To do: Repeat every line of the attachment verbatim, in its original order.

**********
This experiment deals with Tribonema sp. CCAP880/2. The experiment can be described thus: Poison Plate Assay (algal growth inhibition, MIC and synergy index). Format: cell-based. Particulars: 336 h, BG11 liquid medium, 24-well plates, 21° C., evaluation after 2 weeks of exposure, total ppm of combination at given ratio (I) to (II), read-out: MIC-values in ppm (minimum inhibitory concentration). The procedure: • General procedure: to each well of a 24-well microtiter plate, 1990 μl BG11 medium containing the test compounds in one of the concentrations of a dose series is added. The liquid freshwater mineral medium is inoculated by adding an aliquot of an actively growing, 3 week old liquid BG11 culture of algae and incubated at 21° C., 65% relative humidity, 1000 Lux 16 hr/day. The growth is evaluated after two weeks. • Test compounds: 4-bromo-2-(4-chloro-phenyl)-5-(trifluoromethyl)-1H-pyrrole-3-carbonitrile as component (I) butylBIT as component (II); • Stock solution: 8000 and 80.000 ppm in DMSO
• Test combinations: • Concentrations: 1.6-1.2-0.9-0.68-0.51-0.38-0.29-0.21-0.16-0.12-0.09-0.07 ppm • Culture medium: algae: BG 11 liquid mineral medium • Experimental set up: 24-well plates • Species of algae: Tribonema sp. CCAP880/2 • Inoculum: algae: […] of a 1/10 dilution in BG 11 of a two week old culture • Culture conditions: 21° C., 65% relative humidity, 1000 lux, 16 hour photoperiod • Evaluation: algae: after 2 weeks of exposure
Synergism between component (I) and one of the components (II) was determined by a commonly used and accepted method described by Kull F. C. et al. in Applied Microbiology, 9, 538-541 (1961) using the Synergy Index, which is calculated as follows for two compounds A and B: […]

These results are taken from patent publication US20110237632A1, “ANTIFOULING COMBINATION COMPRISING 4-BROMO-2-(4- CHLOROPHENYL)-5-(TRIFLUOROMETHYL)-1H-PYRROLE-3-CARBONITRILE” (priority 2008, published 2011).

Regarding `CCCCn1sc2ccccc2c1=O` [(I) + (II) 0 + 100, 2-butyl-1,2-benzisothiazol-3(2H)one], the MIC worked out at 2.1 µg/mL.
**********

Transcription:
This experiment deals with Tribonema sp. CCAP880/2. The experiment can be described thus: Poison Plate Assay (algal growth inhibition, MIC and synergy index). Format: cell-based. Particulars: 336 h, BG11 liquid medium, 24-well plates, 21° C., evaluation after 2 weeks of exposure, total ppm of combination at given ratio (I) to (II), read-out: MIC-values in ppm (minimum inhibitory concentration). The procedure: • General procedure: to each well of a 24-well microtiter plate, 1990 μl BG11 medium containing the test compounds in one of the concentrations of a dose series is added. The liquid freshwater mineral medium is inoculated by adding an aliquot of an actively growing, 3 week old liquid BG11 culture of algae and incubated at 21° C., 65% relative humidity, 1000 Lux 16 hr/day. The growth is evaluated after two weeks. • Test compounds: 4-bromo-2-(4-chloro-phenyl)-5-(trifluoromethyl)-1H-pyrrole-3-carbonitrile as component (I) butylBIT as component (II); • Stock solution: 8000 and 80.000 ppm in DMSO
• Test combinations: • Concentrations: 1.6-1.2-0.9-0.68-0.51-0.38-0.29-0.21-0.16-0.12-0.09-0.07 ppm • Culture medium: algae: BG 11 liquid mineral medium • Experimental set up: 24-well plates • Species of algae: Tribonema sp. CCAP880/2 • Inoculum: algae: […] of a 1/10 dilution in BG 11 of a two week old culture • Culture conditions: 21° C., 65% relative humidity, 1000 lux, 16 hour photoperiod • Evaluation: algae: after 2 weeks of exposure
Synergism between component (I) and one of the components (II) was determined by a commonly used and accepted method described by Kull F. C. et al. in Applied Microbiology, 9, 538-541 (1961) using the Synergy Index, which is calculated as follows for two compounds A and B: […]

These results are taken from patent publication US20110237632A1, “ANTIFOULING COMBINATION COMPRISING 4-BROMO-2-(4- CHLOROPHENYL)-5-(TRIFLUOROMETHYL)-1H-PYRROLE-3-CARBONITRILE” (priority 2008, published 2011).

Regarding `CCCCn1sc2ccccc2c1=O` [(I) + (II) 0 + 100, 2-butyl-1,2-benzisothiazol-3(2H)one], the MIC worked out at 2.1 µg/mL.